But first I need to find out what’s happening in Alabama. Rules may keep me from joining the demonstrators, but I can still pray for them.

Alone in the lounge, I watch TV. He starts speaking low and slow, then swings into rhythm, his voice rising and falling. Some of his words are stirring – about the value of every person, about society living with its conscience. But he says other things that scare me. Like how difficult the days ahead will be. Lonely. Costly. Disobedience will bring serious consequences. Beatings, bombings, killings – nothing will stop this campaign. Then he quotes words of an old battle hymn and the crowd roars, almost drowning him out.

At the end of the newscast, I turn the TV off and sit in the dark, stunned, teary-eyed. And I pray. For my feet. For my tired but jubilant feet, ankle-deep in Alabama mud. Soon.



Author's Comment

“Be Jubilant My Feet” is a war story, though it takes place far from the front lines. It is the inner war of a naïve student whose bubble of religiosity is pricked by the injustice and inequality she sees on TV. Given the setting, I could have portrayed her succumbing to the pressure of conforming to rules yet again and thus endeth the lesson. Instead, I wanted to explore how her propensity for guile and her awakening conscience might play out when much more is at stake than childhood or college rules. Inspiration for this story comes from a line in Shirley Nelson’s The Last Year of the War: “Who was the girl she had been?”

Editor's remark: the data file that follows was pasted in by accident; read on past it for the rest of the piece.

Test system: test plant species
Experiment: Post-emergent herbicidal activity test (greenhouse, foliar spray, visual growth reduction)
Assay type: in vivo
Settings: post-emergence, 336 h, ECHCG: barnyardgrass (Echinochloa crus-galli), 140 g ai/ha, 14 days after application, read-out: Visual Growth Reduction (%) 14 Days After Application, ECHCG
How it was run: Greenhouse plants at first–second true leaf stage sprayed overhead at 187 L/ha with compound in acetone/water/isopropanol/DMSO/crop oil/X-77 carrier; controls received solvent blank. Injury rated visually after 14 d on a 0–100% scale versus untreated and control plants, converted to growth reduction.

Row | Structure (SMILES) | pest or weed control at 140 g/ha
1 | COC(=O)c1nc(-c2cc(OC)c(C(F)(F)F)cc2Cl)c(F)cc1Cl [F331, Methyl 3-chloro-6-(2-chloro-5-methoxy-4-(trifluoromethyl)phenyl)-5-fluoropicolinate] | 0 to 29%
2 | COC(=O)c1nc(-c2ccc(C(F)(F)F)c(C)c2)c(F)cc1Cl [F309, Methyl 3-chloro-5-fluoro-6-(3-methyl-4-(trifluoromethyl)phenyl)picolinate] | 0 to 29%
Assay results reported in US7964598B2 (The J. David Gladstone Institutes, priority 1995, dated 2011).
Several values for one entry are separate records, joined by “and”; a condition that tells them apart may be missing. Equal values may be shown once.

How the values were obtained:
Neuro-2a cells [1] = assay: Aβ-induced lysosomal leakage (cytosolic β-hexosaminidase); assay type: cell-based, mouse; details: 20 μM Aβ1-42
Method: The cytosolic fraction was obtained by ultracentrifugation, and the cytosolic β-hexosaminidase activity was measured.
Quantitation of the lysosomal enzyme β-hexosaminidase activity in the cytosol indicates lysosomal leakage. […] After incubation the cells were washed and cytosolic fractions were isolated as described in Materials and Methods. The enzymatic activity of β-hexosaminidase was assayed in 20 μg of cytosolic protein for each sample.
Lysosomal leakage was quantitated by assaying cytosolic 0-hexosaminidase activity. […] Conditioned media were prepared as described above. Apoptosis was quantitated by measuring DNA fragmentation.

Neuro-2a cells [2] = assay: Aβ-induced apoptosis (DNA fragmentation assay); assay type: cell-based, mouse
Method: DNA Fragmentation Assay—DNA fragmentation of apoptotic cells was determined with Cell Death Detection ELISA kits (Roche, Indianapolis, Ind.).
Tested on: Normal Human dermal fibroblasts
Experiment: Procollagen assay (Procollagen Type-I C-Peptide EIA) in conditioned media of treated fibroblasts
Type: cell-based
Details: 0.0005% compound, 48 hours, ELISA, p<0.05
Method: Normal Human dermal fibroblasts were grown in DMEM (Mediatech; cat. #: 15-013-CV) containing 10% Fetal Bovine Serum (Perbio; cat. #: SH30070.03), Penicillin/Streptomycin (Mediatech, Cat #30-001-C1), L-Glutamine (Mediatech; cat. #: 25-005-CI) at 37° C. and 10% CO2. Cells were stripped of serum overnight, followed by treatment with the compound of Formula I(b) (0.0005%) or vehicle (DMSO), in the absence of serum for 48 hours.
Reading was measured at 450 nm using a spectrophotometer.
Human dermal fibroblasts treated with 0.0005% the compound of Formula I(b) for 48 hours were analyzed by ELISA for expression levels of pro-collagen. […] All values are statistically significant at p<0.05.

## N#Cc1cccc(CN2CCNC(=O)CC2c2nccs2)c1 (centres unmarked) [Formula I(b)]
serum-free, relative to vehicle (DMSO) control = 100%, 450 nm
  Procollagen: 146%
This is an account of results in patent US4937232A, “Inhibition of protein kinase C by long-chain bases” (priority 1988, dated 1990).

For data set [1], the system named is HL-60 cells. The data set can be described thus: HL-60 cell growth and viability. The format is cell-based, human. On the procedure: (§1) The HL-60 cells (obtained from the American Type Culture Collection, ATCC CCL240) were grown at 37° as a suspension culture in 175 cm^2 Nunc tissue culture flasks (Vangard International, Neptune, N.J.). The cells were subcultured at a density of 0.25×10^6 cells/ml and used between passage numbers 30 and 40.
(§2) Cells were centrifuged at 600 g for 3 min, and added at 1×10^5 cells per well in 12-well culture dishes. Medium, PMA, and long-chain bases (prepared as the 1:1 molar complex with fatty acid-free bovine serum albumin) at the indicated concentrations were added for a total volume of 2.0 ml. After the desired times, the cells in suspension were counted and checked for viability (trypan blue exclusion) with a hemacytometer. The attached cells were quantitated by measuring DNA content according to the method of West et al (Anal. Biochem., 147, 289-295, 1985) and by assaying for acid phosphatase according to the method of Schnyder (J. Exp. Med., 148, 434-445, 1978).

Joyce Munro’s work can be found in Broad Street Review, NewsWorks, Hippocampus, Minding Nature, The Copperfield Review, Topology, Circa, Hamilton Arts & Letters and elsewhere. She writes about the people who kept a Philadelphia estate running during the Gilded Age in “Untold Stories of Compton” on the Morris Arboretum blogsite.


  1. Wow. The author captured the emotional struggle of being raised in a strict religious home with a desire to do the right thing, yet questioning what the “right thing” was. Great piece.